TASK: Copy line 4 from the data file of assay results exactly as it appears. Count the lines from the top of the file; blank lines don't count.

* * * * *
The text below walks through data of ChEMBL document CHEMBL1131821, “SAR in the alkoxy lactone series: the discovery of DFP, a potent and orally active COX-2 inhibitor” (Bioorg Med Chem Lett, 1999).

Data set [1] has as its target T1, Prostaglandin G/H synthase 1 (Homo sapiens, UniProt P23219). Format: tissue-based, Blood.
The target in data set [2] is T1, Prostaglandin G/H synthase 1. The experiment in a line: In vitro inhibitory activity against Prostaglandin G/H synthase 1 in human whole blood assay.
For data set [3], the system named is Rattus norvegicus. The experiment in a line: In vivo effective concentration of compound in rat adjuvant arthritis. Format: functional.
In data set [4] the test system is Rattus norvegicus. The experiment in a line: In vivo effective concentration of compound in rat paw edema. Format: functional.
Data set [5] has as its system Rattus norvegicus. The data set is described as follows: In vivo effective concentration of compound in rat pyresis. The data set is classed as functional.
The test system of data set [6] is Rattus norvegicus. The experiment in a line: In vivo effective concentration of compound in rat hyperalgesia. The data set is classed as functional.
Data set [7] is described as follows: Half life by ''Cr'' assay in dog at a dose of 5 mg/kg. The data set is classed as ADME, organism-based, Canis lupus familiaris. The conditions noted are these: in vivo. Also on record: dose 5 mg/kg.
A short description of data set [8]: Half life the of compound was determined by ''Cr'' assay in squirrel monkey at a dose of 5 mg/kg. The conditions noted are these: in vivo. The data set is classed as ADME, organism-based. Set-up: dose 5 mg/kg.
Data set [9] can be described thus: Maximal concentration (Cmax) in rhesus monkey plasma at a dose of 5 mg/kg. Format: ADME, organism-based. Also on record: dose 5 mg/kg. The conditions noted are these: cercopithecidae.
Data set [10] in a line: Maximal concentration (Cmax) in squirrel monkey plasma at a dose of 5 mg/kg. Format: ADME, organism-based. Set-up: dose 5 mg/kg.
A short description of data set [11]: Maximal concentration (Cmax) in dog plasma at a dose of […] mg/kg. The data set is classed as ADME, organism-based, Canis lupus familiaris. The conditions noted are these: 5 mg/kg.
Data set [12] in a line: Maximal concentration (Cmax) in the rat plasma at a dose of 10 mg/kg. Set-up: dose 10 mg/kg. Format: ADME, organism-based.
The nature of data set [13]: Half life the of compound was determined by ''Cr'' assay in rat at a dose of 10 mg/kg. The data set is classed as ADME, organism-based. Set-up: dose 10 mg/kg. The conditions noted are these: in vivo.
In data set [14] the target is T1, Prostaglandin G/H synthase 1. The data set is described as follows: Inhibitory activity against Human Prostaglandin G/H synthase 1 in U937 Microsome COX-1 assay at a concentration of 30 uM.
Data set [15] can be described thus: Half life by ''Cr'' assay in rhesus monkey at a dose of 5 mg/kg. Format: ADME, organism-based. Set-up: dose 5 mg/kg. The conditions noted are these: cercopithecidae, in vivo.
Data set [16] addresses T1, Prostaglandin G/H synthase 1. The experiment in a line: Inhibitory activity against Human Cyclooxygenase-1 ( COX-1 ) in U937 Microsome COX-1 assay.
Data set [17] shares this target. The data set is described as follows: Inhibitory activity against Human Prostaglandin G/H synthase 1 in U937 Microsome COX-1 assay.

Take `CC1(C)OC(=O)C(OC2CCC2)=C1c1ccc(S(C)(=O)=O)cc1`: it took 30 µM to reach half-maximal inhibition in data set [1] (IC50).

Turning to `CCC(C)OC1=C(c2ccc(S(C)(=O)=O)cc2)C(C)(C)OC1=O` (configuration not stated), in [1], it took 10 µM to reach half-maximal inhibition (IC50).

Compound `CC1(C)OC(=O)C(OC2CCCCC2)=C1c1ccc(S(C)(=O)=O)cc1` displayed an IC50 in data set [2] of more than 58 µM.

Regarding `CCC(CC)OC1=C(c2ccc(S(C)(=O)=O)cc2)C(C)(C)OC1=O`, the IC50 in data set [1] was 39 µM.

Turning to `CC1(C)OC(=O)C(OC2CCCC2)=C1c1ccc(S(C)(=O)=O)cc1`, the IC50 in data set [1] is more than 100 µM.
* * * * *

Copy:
For data set [3], the system named is Rattus norvegicus. The experiment in a line: In vivo effective concentration of compound in rat adjuvant arthritis. Format: functional.